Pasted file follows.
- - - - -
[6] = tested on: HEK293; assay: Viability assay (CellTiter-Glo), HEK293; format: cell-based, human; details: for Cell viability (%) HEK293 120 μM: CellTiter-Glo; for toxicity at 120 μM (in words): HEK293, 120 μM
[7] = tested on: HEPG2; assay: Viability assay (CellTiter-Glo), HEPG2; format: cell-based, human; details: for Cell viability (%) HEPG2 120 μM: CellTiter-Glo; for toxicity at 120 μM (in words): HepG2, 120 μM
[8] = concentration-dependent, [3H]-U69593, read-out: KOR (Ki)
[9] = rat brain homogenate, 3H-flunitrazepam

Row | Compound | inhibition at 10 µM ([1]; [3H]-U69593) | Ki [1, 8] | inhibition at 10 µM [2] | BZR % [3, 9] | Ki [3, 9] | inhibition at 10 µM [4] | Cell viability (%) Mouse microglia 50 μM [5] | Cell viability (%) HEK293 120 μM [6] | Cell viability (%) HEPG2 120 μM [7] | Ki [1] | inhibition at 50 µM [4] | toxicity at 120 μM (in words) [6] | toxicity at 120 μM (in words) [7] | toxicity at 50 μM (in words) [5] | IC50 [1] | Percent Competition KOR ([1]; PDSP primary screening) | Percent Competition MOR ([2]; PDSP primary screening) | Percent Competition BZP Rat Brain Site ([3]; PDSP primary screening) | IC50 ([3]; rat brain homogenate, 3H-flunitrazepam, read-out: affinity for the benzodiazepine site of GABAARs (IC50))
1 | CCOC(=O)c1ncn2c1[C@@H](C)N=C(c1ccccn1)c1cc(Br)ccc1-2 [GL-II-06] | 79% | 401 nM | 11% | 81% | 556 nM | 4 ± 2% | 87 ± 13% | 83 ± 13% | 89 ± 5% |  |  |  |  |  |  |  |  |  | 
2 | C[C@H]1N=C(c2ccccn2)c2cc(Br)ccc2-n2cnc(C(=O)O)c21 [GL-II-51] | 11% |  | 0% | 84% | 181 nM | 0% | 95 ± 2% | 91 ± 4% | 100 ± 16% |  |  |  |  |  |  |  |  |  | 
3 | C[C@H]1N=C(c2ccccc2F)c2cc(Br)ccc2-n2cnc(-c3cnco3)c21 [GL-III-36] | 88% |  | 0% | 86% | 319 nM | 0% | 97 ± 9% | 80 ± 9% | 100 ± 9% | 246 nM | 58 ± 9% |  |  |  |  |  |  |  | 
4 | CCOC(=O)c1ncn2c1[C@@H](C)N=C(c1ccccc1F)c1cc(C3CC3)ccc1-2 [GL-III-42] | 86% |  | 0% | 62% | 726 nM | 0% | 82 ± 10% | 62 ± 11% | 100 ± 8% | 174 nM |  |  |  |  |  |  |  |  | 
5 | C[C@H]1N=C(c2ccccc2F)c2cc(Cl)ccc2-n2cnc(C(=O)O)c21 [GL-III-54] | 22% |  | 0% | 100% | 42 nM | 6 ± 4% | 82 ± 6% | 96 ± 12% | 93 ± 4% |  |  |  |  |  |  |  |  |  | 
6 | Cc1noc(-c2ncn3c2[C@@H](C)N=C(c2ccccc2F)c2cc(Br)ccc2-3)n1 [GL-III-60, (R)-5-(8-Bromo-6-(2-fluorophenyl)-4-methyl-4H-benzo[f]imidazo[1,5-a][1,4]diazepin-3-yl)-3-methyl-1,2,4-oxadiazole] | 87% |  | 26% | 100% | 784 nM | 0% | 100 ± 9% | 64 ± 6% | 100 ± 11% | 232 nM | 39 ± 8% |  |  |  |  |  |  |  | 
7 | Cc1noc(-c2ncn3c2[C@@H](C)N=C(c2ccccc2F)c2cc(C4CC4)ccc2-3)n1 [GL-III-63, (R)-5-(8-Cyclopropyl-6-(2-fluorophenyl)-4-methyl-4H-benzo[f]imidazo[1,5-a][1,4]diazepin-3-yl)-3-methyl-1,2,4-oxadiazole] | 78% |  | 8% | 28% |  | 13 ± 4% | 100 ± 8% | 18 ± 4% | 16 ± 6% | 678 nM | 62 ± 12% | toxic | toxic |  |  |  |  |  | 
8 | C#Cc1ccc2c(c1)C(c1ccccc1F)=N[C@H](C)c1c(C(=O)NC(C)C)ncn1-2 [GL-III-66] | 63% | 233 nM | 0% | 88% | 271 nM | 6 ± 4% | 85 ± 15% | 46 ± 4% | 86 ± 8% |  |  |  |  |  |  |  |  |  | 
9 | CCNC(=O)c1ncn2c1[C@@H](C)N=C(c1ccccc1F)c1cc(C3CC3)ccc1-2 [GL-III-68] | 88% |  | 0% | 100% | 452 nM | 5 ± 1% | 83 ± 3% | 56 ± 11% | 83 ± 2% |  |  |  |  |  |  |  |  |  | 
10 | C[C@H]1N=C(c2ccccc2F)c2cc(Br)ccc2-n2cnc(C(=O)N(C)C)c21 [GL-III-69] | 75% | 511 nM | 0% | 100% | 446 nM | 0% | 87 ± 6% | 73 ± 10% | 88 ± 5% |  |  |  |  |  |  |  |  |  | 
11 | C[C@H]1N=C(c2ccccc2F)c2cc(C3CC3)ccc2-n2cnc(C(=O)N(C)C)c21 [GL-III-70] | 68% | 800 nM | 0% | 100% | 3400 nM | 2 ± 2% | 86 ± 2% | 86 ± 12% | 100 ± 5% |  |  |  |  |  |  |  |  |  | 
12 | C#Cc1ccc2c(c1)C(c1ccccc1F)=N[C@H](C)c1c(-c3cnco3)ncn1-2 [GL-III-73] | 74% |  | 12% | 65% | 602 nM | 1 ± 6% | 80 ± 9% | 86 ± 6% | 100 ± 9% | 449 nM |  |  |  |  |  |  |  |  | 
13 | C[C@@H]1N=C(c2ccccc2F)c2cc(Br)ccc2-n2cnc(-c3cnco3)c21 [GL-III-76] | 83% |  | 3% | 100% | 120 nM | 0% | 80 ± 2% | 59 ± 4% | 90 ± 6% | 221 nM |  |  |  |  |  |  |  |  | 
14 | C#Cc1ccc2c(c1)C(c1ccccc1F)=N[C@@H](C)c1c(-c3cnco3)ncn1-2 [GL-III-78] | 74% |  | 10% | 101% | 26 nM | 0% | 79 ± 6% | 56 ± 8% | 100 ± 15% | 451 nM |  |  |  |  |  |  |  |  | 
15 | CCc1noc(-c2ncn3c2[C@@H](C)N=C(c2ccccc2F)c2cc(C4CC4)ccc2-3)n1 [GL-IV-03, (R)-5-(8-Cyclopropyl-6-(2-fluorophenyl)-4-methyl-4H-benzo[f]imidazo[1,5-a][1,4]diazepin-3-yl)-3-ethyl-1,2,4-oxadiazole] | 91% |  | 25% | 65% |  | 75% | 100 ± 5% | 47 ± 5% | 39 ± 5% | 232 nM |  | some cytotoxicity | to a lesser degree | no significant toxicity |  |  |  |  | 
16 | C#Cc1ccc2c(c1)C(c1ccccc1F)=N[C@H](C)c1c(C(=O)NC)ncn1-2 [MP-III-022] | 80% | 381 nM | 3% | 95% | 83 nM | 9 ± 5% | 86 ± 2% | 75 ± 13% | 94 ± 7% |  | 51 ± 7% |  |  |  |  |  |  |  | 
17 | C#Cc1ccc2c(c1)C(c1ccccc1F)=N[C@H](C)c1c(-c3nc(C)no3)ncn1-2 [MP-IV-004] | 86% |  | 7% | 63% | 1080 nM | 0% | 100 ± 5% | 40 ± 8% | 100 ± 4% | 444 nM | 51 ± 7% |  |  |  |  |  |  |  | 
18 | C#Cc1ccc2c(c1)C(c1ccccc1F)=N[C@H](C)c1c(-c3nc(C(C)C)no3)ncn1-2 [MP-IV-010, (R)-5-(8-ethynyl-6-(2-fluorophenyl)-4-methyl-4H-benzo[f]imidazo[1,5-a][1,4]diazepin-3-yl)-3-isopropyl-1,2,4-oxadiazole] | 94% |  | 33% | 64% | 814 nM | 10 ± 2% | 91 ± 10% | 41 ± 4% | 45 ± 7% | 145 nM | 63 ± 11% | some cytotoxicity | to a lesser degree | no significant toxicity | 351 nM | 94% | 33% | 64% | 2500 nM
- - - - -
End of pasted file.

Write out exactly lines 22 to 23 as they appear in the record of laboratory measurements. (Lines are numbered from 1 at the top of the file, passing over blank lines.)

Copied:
17 | C#Cc1ccc2c(c1)C(c1ccccc1F)=N[C@H](C)c1c(-c3nc(C)no3)ncn1-2 [MP-IV-004] | 86% |  | 7% | 63% | 1080 nM | 0% | 100 ± 5% | 40 ± 8% | 100 ± 4% | 444 nM | 51 ± 7% |  |  |  |  |  |  |  | 
18 | C#Cc1ccc2c(c1)C(c1ccccc1F)=N[C@H](C)c1c(-c3nc(C(C)C)no3)ncn1-2 [MP-IV-010, (R)-5-(8-ethynyl-6-(2-fluorophenyl)-4-methyl-4H-benzo[f]imidazo[1,5-a][1,4]diazepin-3-yl)-3-isopropyl-1,2,4-oxadiazole] | 94% |  | 33% | 64% | 814 nM | 10 ± 2% | 91 ± 10% | 41 ± 4% | 45 ± 7% | 145 nM | 63 ± 11% | some cytotoxicity | to a lesser degree | no significant toxicity | 351 nM | 94% | 33% | 64% | 2500 nM